I had the good fortune this weekend to attend a hands-on turning class led by Trent Bosch, a well-known turner and wood sculptor. Here are the fruits of that class: two hollow forms turned from green ash.
They’re about 4 1/2 inches diameter and about 4 inches tall. #1 (on the left) has kind of an amphora shape (minus the handles) with a rounded bottom, so it rests on it’s side. The photo doesn’t show it well, but there’s a little curl figure in #2 on the right. (It’s just a smartphone picture that I snapped this morning after I finished sanding and applying some Danish oil.)
It’s going to be a while before I do some more of this sort of thing. Turning hollow forms requires some tools I don’t have yet. Unless there’s some angel out there who’d like to gift me with some?
Here’s another bowl from that charred piece of green ash. This one is thinner than the last one. 7 1/4″ long, 5″ wide, and 1 7/8″ tall. Danish oil finish.
I have a couple of green ash crotch pieces in my woodpile, so I sliced them open a couple of days ago to see what the figuring was like. Here’s the first piece, mounted on the lathe. Step one is to flatten what’s going to be the bottom and turn either a tenon or a recess on the bottom for the chuck to grip once you get the basic outside shape made.
Then you start peeling away the shavings, forming the outside. On an irregular piece like this, you have to slow the lathe down, because the wood is unbalanced. Turn it too fast, and things start vibrating, which is a kind of excitement I don’t need. This shot shows the piece from the headstock end of the lathe, which gives you an idea of the overall orientation of the trunk and branches on this. (This tree was standing dead, and all of the bark had fallen off. The wood itself was still perfectly sound, though.)
After getting the outside shape defined, I sanded it to 400 grit, and then flipped it over and started hollowing it out. After getting more wood removed, you can start speeding up the lathe, and things begin moving a little faster.
And here’s the finished bowl, sanded inside and out to 400 grit, and finished with two applications of Danish oil. I call it a Heart bowl, because the overall shape is like a heart–more anatomical than Valentine’s Day.
I had a slice of green ash about six inches wide and 14 or so inches long, so I cut it into two squares and then turned a pair of simple bowls from them. One has just my standard Danish oil finish, but the second one developed a crack, so I decided to experiment a bit with it. I gave it a wash with some diluted fountain pen ink (Noodler’s Ink Bernanke Blue, in case you’re wondering), and then Danish oil. The difference is striking.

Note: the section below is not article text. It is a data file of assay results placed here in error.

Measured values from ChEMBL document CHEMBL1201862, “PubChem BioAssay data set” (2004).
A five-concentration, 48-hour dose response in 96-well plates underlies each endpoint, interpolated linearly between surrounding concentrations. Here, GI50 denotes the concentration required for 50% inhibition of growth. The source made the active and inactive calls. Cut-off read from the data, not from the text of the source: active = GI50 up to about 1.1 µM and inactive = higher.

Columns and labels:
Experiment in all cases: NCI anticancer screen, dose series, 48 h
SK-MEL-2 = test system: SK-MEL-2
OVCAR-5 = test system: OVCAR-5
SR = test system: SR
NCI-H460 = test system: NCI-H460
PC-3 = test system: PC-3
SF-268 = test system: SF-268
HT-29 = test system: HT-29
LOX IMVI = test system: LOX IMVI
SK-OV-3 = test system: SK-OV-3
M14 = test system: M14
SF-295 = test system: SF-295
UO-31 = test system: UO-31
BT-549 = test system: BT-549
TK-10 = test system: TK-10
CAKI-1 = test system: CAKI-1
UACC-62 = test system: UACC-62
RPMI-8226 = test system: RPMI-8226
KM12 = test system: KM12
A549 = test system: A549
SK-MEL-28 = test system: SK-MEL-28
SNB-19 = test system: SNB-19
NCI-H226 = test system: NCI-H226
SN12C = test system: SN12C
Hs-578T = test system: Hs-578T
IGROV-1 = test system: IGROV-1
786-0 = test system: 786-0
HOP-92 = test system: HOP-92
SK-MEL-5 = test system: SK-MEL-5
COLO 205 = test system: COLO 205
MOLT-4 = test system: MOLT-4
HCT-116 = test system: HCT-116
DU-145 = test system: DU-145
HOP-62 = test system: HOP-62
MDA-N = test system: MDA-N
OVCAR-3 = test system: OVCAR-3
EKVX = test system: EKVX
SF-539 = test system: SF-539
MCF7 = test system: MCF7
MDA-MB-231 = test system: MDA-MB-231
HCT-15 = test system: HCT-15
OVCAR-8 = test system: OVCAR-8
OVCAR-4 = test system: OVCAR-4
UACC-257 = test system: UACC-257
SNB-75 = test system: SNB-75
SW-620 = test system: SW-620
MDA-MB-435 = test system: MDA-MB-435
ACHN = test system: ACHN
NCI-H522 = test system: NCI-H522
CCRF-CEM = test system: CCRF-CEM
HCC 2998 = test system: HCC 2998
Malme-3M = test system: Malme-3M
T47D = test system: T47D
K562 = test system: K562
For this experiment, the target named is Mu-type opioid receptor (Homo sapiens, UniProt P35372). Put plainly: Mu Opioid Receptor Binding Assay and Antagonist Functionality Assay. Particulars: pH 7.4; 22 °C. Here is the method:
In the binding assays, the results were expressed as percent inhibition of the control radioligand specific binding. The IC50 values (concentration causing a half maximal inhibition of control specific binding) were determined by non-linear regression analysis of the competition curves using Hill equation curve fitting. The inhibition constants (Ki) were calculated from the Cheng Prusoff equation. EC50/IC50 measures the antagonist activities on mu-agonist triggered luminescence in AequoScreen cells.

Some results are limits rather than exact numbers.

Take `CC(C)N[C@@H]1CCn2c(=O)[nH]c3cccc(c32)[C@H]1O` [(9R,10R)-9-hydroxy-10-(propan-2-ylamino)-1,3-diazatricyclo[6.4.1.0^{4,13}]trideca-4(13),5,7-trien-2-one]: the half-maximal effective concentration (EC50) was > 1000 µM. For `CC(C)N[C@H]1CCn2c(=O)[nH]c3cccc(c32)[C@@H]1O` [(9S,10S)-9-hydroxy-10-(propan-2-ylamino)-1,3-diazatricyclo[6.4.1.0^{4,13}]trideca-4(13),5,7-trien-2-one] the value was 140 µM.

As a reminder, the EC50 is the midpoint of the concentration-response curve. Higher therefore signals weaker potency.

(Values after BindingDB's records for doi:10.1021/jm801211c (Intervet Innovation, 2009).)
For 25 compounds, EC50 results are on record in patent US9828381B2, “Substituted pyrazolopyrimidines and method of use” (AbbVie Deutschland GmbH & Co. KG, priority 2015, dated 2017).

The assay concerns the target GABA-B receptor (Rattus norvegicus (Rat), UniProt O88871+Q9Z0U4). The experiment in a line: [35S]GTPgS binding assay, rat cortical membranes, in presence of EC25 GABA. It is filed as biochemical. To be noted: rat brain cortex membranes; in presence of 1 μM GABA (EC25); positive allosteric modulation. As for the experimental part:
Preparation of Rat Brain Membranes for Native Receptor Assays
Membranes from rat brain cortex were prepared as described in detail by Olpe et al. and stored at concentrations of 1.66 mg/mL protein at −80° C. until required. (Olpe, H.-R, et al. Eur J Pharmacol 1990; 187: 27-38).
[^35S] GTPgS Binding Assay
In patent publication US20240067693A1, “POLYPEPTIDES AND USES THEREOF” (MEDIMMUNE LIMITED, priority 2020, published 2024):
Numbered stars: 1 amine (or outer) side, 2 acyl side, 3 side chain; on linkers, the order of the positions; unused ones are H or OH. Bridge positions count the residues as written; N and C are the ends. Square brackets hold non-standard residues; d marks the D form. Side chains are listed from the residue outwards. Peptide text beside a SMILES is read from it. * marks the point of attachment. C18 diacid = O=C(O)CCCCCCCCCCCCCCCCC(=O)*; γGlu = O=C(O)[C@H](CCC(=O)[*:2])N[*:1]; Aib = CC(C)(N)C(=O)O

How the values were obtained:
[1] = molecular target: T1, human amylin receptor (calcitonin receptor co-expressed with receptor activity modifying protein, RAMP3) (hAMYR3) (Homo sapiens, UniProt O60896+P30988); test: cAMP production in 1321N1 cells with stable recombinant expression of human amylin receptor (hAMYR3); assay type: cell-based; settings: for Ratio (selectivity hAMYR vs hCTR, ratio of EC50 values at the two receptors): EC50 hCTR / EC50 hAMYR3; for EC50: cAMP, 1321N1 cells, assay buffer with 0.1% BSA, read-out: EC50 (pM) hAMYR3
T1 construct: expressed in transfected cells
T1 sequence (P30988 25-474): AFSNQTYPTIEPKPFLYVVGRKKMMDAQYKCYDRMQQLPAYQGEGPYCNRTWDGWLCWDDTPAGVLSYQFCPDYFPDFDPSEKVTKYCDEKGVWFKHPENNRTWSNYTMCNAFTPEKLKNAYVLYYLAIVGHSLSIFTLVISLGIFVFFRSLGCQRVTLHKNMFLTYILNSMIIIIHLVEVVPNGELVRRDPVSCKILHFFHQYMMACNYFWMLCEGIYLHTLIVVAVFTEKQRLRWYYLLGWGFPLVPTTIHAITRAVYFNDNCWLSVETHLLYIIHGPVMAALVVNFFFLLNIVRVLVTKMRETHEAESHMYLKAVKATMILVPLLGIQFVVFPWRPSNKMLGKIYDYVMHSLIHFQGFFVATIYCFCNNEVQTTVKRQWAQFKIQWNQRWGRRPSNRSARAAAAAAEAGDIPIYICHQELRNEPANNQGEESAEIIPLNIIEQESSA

Here’s the un-tinted bowl.
(By the way, I love the swirl of the grain in this one.)
And here’s the tinted bowl.
The effect wasn’t what I expected. If you look closely you can see some of the blue, in the pores especially. But the overall effect is to mute the gold tones of the un-tinted wood.
I’ll have to experiment some more, perhaps with a less dilute ink wash, or with a finish like wipe-on polyurethane, which doesn’t effect the color as much as Danish oil.
Here’s the finished product from that chunk of charred green ash. I really had no idea whether or not this was going to work–whether the wood was going to be any good, whether the charred edge would hold together–but I’m pleased with the result. I left this one pretty thick, not knowing how the wood would behave, and I kind of like showing off the edge this way. I have a couple more pieces from the log, so I’ll try to make the next one thinner.
7 1/4″ by 5″ by 2 3/4″, Danish oil finish.
Last fall, while out cutting firewood, I found a chunk of green ash that had been charred when a grass fire burned through part of the woodlot. And I thought to myself, “Why not?”
Pretty ugly, isn’t it? Here it is now.
The tricky part now will be sanding it. Touching the charred part with sandpaper smears black dust all over the rest of the wood. I’ve soaked the char with some wipe-on polyurethane; hopefully that will stabilize the char so it doesn’t smear around quite so much. I’ll post a picture once I have the finish on it.
Last summer, I took down a dead green ash tree in the woodlot on my family’s farm. The tree was in the neighborhood of 100 years old, but during an extended wet cycle about 10 years ago, it died when the water table rose too high and drowned the roots. Most of it was cut and split for firewood, but I saved the larger crotch pieces because the figuring in ash crotch is phenomenally vivid. I had sliced a slab off the side of one of the crotch pieces, and was going to just use it for firewood, but something stayed my hand, and a couple of days ago, I decided to cut a bowl blank from it and see what came of it.
It was the largest diameter blank I have yet attempted, and it was rather lopsided when I started, so I had to take it slow until things were balanced better. Here’s a look at the bottom after I had it shaped and sanded.
And the inside (plus some detail of the bark rim):
Here it is after a couple coats of Danish oil, which brings out the grail beautifully:
Finished dimensions: 14 1/4″ long, 12 1/2″ wide, and 3 1/2″ high at the highest point.
The shape of this bowl was partly determined by some checking in the piece of wood I started with, because I was trying to pare away the wood that was beginning to split. As it was, there were a couple of spots that I had to touch up with cyanoacrylate (superglue) to reinforce.
It’s 7 inches diameter, and 2 inches high.
Here’s a picture showing the figuring in the interior:
This one was a little challenging; ash is a hard wood to begin, but the tree this was taken from had been standing dead for a number of years, so the wood was seasoned. (Green wood is much easier to work than seasoned wood, but then you don’t have to worry as much about the warping that happens as green wood seasons.)